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Posted: August 21, 2006

Dual-mode nanoscale imaging yields new details of cellular events

(Nanowerk News) To create drugs capable of targeting malignancies, scientists must first decode exactly how a cell or a group of cells communicates with other cells and reacts to a broad spectrum of complex biomolecules surrounding it. But even the most sophisticated tools currently used for studying cell communications suffer from significant deficiencies. Typically, these tools can detect only a narrowly selected group of small molecules or, for a more sophisticated analysis, the cells must be destroyed for sample preparation. This process makes it difficult to observe complex cellular interactions as they would occur in the body.
Investigators from the Georgia Institute of Technology appear to have solved this problem with a new nanoscale probe, the Scanning Mass Spectrometry (SMS) probe, that can capture both the biochemical makeup and topography of complex biological objects in their normal environment. This research was published in the journal IEE Electronics Letters ("Scanning mass spectrometry probe for biochemical imaging").
"At its core, disease is a disruption of normal cell signaling," said Andrei Fedorov, Ph.D., who led the team of investigators that developed the SMS. "So, if one understands the network and all signals on the most fundamental level, one would be able to control and correct them if needed. The SMS probe can help map all those complex and intricate cellular communication pathways by probing cell activities in the natural cellular environment."
The SMS probe uses a conceptually new approach to ionizing biomolecules, creating a nanoscale probe with the ability to gently pull biomolecules, such as proteins, metabolites, and peptides, precisely from a specific point on the surface of cells and tissues and ionize these biomolecules. Focusing electrodes on the SMS probe produce "dry" ions suitable for analysis. The probe then transports those ions to a mass spectrometer for identification. The probe does this dynamically, imaging the surface and mapping cellular activities and communication potentially in real time. In essence, in scanning mode, the SMS probe could create images similar to movies of cell biochemical activities with high spatial and temporal resolution.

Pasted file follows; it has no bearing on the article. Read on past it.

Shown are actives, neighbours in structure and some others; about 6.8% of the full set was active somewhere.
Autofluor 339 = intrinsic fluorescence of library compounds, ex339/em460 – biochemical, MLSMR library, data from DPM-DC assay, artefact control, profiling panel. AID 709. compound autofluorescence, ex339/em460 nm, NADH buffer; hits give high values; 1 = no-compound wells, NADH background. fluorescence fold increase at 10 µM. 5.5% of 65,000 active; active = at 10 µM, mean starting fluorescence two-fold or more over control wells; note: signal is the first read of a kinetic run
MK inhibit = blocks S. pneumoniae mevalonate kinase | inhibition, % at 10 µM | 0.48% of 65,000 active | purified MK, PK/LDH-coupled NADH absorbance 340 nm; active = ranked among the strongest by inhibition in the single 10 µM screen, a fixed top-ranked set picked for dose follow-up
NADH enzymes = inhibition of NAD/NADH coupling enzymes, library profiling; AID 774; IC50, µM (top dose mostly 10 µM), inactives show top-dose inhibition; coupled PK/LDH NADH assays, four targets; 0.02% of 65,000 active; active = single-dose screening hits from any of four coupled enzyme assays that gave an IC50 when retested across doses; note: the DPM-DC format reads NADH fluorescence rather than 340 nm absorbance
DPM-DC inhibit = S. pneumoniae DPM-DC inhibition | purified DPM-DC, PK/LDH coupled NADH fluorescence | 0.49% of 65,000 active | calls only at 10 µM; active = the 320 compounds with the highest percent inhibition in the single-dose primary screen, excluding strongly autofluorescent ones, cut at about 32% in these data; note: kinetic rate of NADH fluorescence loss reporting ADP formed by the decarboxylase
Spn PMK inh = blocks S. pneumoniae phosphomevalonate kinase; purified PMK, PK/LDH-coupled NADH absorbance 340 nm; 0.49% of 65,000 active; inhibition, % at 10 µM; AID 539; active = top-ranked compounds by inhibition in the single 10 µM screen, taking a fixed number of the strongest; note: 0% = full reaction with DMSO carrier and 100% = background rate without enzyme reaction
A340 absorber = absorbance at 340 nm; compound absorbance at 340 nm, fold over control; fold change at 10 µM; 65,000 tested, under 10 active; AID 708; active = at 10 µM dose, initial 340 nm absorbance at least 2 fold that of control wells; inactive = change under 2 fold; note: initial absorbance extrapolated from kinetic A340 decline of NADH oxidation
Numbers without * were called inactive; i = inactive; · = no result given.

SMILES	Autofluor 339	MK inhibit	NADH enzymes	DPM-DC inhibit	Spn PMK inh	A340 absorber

The SMS probe can be readily integrated with the Atomic Force Microscope (AFM) or other scanning probes, and can not only image biochemical activity but also monitor changes in the cell or tissue topology during the imaging process. "The probe potentially allows us to detect complex mechano-bio-electro-chemical events underlying cell communication, all at the same time," Fedorov said.
Another group of investigators, led by Miklós Kellermayer, M.D., Ph.D., and László Grama, Ph.D., both at the University of Pécs, in Hungary, have integrated atomic force microscopy with real-time fluorescence imaging. This new instrument provides researchers with another method for simultaneously mapping physical and chemical information in molecular detail. This research was published in the Biophysical Journal ("Spatially and temporally synchronized atomic force and total internal reflection fluorescence microscopy for imaging and manipulating cells and biomolecules").
The investigators built their new instrument by integrating an atomic force microscope with a commercially available fluorescence microscope. The researchers integrated the two instruments using lasers, coupling optical fibers and a CCD camera to align images from the two instruments. The investigators note that the equipment needed to integrate the two imaging techniques cost approximately $30,000 over the cost of the two microscopes, and that set up is relatively easy.
Source: National Cancer Institute
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